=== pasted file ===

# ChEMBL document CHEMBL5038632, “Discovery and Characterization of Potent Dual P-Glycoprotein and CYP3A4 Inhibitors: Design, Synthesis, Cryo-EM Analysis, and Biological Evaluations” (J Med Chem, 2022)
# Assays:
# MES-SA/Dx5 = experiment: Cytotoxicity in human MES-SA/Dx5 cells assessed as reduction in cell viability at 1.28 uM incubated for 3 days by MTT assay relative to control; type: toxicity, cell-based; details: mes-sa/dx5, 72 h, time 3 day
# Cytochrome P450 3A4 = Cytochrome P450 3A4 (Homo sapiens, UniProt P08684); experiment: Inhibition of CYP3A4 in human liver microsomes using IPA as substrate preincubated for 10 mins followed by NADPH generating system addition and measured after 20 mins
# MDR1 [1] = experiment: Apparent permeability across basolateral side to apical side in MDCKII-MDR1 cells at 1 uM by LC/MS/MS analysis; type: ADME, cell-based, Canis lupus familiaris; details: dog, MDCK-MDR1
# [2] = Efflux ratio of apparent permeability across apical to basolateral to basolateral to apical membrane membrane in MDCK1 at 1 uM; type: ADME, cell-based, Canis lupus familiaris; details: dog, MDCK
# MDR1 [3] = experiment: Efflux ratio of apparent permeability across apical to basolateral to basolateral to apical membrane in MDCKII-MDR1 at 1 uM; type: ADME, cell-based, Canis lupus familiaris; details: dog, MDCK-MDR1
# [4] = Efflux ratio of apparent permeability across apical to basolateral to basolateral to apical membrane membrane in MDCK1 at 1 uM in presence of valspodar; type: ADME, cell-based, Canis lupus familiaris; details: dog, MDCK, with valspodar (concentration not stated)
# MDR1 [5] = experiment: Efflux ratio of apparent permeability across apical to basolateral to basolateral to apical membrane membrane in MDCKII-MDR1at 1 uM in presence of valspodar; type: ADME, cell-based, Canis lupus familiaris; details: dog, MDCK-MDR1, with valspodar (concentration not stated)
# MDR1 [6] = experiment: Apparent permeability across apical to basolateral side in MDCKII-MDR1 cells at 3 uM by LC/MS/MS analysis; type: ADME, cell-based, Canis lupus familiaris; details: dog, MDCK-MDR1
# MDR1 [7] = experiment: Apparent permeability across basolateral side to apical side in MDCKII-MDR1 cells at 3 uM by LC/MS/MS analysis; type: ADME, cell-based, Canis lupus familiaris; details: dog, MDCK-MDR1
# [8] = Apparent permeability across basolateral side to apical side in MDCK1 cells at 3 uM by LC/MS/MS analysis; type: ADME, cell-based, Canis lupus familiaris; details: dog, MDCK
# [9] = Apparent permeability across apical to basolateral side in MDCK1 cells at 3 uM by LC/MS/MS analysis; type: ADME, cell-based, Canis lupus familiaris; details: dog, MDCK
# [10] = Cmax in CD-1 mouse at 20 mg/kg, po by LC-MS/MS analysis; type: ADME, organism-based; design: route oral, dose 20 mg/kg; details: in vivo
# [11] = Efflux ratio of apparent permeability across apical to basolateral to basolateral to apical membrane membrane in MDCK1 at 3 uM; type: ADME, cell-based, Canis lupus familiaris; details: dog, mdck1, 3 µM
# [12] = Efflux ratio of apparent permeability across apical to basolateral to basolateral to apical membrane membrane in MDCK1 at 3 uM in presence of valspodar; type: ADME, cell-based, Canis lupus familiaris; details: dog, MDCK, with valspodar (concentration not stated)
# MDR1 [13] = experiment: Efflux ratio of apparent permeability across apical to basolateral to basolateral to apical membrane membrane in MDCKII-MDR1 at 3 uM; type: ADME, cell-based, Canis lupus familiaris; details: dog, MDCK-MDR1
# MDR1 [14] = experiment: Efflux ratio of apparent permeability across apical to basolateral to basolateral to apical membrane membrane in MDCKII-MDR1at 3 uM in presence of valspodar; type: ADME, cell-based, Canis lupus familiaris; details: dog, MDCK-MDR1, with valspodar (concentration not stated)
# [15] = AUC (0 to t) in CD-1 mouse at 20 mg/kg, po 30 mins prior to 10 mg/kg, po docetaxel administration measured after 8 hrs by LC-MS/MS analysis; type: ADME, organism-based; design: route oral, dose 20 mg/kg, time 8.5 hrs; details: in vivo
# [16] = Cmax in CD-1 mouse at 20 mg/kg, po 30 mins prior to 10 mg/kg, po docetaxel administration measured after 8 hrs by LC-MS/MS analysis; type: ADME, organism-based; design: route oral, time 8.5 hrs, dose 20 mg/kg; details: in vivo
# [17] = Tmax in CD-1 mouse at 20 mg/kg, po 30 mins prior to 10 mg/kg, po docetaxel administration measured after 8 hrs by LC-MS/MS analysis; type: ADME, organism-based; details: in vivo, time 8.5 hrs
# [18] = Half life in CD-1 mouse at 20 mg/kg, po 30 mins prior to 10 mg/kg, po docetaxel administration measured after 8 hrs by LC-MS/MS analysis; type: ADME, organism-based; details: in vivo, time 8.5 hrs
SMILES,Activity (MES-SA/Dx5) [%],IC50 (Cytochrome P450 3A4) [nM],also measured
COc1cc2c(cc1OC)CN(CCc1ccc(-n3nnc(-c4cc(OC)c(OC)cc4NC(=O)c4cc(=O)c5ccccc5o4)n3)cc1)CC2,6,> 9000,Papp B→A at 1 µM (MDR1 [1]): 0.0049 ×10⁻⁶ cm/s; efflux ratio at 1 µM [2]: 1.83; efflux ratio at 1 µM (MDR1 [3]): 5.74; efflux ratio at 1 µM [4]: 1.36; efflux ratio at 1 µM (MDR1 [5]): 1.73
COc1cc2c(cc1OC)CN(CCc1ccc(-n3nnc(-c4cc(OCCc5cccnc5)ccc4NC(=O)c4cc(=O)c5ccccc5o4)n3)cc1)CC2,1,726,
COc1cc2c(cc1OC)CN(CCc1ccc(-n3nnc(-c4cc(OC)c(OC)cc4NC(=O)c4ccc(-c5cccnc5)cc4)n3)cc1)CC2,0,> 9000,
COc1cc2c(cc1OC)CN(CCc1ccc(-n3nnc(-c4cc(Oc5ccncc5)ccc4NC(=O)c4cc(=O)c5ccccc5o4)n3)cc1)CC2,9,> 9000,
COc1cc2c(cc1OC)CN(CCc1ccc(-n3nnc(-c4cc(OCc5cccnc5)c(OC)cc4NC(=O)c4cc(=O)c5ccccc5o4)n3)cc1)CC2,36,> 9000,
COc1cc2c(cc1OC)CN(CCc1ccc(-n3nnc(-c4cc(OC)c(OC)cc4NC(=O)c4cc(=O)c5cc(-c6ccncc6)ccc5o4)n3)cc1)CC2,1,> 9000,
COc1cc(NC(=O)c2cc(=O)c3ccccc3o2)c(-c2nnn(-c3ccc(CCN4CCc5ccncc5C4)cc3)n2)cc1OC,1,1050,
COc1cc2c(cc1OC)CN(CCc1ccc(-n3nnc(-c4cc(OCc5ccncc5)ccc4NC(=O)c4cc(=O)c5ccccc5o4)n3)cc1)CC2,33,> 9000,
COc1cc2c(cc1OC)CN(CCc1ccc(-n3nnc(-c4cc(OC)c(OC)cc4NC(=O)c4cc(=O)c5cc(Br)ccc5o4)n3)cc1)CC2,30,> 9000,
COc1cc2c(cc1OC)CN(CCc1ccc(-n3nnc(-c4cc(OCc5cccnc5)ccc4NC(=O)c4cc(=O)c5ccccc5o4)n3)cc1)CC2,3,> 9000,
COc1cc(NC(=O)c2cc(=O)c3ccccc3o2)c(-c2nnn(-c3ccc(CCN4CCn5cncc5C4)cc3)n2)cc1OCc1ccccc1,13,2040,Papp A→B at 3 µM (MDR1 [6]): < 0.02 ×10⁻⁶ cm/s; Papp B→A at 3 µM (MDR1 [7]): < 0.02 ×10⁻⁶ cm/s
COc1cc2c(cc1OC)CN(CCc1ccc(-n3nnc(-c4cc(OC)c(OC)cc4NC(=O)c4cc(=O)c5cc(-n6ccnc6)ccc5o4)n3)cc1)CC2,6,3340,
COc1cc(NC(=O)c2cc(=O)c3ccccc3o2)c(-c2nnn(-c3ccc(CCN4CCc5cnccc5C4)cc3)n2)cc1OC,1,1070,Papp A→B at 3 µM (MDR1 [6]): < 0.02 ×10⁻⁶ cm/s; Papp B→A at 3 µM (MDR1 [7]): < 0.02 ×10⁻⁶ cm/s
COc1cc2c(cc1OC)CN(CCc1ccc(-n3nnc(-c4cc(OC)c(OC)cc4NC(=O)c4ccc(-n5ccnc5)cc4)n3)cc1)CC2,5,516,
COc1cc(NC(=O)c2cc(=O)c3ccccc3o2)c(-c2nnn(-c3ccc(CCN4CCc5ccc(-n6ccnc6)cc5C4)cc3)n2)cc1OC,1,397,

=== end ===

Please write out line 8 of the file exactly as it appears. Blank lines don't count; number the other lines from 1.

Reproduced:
# [4] = Efflux ratio of apparent permeability across apical to basolateral to basolateral to apical membrane membrane in MDCK1 at 1 uM in presence of valspodar; type: ADME, cell-based, Canis lupus familiaris; details: dog, MDCK, with valspodar (concentration not stated)